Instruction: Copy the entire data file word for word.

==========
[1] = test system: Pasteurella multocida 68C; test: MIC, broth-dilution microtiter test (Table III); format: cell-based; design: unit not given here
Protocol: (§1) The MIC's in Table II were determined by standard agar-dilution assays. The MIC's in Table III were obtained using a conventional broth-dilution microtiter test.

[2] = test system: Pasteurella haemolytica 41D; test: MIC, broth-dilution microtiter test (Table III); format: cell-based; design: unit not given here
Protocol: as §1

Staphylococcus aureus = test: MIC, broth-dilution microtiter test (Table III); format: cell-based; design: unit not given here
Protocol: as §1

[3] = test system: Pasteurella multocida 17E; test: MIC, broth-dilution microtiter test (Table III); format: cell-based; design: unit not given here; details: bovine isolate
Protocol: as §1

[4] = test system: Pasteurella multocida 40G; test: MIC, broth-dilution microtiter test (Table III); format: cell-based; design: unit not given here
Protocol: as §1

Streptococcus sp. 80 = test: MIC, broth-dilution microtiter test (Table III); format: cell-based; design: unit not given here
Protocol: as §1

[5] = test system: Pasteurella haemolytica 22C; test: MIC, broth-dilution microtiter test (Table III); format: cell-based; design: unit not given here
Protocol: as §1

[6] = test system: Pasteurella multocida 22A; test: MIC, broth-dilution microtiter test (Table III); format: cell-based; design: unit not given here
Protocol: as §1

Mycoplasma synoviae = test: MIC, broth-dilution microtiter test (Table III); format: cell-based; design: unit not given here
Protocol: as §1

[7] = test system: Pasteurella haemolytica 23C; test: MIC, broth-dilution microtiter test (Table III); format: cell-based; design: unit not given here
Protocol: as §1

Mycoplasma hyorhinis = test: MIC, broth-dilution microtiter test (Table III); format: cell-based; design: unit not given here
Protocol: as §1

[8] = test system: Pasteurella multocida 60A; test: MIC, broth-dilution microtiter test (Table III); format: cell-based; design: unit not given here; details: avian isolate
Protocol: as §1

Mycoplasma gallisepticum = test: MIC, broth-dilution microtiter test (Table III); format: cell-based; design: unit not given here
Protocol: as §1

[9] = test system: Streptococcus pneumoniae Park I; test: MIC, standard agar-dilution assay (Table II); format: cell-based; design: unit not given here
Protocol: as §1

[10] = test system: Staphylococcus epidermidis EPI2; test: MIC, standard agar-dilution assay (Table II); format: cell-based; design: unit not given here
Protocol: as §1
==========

[1] = test system: Pasteurella multocida 68C; test: MIC, broth-dilution microtiter test (Table III); format: cell-based; design: unit not given here
Protocol: (§1) The MIC's in Table II were determined by standard agar-dilution assays. The MIC's in Table III were obtained using a conventional broth-dilution microtiter test.

[2] = test system: Pasteurella haemolytica 41D; test: MIC, broth-dilution microtiter test (Table III); format: cell-based; design: unit not given here
Protocol: as §1

Staphylococcus aureus = test: MIC, broth-dilution microtiter test (Table III); format: cell-based; design: unit not given here
Protocol: as §1

[3] = test system: Pasteurella multocida 17E; test: MIC, broth-dilution microtiter test (Table III); format: cell-based; design: unit not given here; details: bovine isolate
Protocol: as §1

[4] = test system: Pasteurella multocida 40G; test: MIC, broth-dilution microtiter test (Table III); format: cell-based; design: unit not given here
Protocol: as §1

Streptococcus sp. 80 = test: MIC, broth-dilution microtiter test (Table III); format: cell-based; design: unit not given here
Protocol: as §1

[5] = test system: Pasteurella haemolytica 22C; test: MIC, broth-dilution microtiter test (Table III); format: cell-based; design: unit not given here
Protocol: as §1

[6] = test system: Pasteurella multocida 22A; test: MIC, broth-dilution microtiter test (Table III); format: cell-based; design: unit not given here
Protocol: as §1

Mycoplasma synoviae = test: MIC, broth-dilution microtiter test (Table III); format: cell-based; design: unit not given here
Protocol: as §1

[7] = test system: Pasteurella haemolytica 23C; test: MIC, broth-dilution microtiter test (Table III); format: cell-based; design: unit not given here
Protocol: as §1

Mycoplasma hyorhinis = test: MIC, broth-dilution microtiter test (Table III); format: cell-based; design: unit not given here
Protocol: as §1

[8] = test system: Pasteurella multocida 60A; test: MIC, broth-dilution microtiter test (Table III); format: cell-based; design: unit not given here; details: avian isolate
Protocol: as §1

Mycoplasma gallisepticum = test: MIC, broth-dilution microtiter test (Table III); format: cell-based; design: unit not given here
Protocol: as §1

[9] = test system: Streptococcus pneumoniae Park I; test: MIC, standard agar-dilution assay (Table II); format: cell-based; design: unit not given here
Protocol: as §1

[10] = test system: Staphylococcus epidermidis EPI2; test: MIC, standard agar-dilution assay (Table II); format: cell-based; design: unit not given here
Protocol: as §1